“Connectivism and networked learning suggest a continual expansion of knowledge. New and novel connections open new worlds and create new knowledge.”

How is knowledge defined in this continual expansion? Is it ontology? How is knowledge defined under connectivism? How is knowledge defined by an educator? Is knowledge clearly defined in the mind of a learner? Is knowledge defined in the same way by the educator AND the learner? Would knowledge need to be defined on a wider basis – ie. more widely accepted by both educators and learners (& clearly understood and agreed by both educators and learners) This would avoid confusion in the learning process – as learners may interpret their intention of learning in a totally different way.

This may lead to: (please note that I quote this general example, and has no intention to refer to any courses or networks), though you may choose to use it to reflect

(1) We are expecting our learners to learn X BUT our learners are looking for the learning of Y (educators), (arising out of mismatch of setup, expectations)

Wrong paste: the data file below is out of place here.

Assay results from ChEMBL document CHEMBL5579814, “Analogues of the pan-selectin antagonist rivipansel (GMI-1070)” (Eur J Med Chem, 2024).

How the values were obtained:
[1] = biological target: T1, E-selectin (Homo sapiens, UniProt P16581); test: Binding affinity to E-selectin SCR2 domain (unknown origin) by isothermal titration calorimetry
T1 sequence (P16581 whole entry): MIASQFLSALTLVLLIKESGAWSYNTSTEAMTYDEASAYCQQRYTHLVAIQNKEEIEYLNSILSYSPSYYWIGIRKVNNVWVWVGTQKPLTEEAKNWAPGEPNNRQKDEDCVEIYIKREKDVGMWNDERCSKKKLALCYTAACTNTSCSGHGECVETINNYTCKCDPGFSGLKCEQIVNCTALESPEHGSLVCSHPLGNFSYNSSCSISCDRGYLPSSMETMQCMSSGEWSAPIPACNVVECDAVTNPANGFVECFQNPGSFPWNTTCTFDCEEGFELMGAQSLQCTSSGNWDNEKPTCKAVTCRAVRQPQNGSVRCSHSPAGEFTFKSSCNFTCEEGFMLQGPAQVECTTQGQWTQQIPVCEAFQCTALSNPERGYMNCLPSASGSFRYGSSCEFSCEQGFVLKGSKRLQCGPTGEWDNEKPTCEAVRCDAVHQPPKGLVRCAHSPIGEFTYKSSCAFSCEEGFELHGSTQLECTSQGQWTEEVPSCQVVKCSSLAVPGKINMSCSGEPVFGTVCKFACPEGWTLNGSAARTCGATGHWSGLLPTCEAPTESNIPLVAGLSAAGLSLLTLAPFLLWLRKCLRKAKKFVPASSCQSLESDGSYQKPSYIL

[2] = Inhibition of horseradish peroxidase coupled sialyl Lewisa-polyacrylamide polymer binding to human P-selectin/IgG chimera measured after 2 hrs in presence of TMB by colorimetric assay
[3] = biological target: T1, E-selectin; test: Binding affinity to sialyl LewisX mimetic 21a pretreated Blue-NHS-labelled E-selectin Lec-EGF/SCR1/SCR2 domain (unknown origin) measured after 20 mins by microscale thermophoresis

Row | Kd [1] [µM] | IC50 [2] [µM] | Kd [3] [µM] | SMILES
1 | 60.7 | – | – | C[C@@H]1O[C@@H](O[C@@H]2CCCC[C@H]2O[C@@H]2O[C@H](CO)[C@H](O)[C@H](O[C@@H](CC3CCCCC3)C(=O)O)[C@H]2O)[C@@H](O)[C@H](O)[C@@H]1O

(2) We don’t know what we are learning as we don’t know what the teachers are teaching (because we don’t understand or don’t agree on the principles or process) (learners)

(3) We don’t understand the principles but aren’t able to ask (because we don’t know what we don’t know) (learners).

(4) We know all these based on other learning theories (may be some educators and professors educated under cognitivism, constructivism, social constructivism, positive empiricalism or positivist approach etc.) and our definition of knowledge is fine, and we don’t agree with this definition of knowledge (not learners, they may be just lurkers ).

(5) We know how to use Web 2.0 and all other tools and social networking, but don’t think Connectivism is a new learning theory (this is already highlighted in the papers, and also various articles in Steve’s posting)

Please note that I have made many assumptions above, just for the sake of analysis.

These are crucial to our further exploration/ research as we are employing a connectivist approach here in our conversation, to understand how we might be able to better understand a pattern in learning (based on connectivism and connective knowledge)